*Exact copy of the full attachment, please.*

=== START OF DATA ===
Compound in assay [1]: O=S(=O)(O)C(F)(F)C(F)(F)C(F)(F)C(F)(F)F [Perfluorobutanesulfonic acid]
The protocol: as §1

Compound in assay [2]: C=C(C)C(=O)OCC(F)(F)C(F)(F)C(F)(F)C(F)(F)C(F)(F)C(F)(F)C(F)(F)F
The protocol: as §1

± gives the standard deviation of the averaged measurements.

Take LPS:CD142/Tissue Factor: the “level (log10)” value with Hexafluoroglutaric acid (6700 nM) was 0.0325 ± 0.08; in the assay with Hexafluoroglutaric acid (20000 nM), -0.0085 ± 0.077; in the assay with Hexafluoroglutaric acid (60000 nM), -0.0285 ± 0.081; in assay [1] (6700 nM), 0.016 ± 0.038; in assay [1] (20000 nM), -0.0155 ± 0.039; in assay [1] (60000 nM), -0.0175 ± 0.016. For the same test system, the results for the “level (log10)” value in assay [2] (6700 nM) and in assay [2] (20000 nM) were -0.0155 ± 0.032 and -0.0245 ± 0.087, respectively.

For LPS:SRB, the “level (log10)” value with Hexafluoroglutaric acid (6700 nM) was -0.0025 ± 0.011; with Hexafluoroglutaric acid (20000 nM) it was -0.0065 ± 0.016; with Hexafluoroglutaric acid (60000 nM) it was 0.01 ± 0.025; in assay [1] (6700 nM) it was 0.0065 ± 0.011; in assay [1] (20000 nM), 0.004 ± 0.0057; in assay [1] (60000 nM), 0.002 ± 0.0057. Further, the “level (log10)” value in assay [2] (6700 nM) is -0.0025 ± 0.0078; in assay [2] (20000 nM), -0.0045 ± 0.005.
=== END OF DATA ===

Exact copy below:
Compound in assay [1]: O=S(=O)(O)C(F)(F)C(F)(F)C(F)(F)C(F)(F)F [Perfluorobutanesulfonic acid]
The protocol: as §1

Compound in assay [2]: C=C(C)C(=O)OCC(F)(F)C(F)(F)C(F)(F)C(F)(F)C(F)(F)C(F)(F)C(F)(F)F
The protocol: as §1

± gives the standard deviation of the averaged measurements.

Take LPS:CD142/Tissue Factor: the “level (log10)” value with Hexafluoroglutaric acid (6700 nM) was 0.0325 ± 0.08; in the assay with Hexafluoroglutaric acid (20000 nM), -0.0085 ± 0.077; in the assay with Hexafluoroglutaric acid (60000 nM), -0.0285 ± 0.081; in assay [1] (6700 nM), 0.016 ± 0.038; in assay [1] (20000 nM), -0.0155 ± 0.039; in assay [1] (60000 nM), -0.0175 ± 0.016. For the same test system, the results for the “level (log10)” value in assay [2] (6700 nM) and in assay [2] (20000 nM) were -0.0155 ± 0.032 and -0.0245 ± 0.087, respectively.

For LPS:SRB, the “level (log10)” value with Hexafluoroglutaric acid (6700 nM) was -0.0025 ± 0.011; with Hexafluoroglutaric acid (20000 nM) it was -0.0065 ± 0.016; with Hexafluoroglutaric acid (60000 nM) it was 0.01 ± 0.025; in assay [1] (6700 nM) it was 0.0065 ± 0.011; in assay [1] (20000 nM), 0.004 ± 0.0057; in assay [1] (60000 nM), 0.002 ± 0.0057. Further, the “level (log10)” value in assay [2] (6700 nM) is -0.0025 ± 0.0078; in assay [2] (20000 nM), -0.0045 ± 0.005.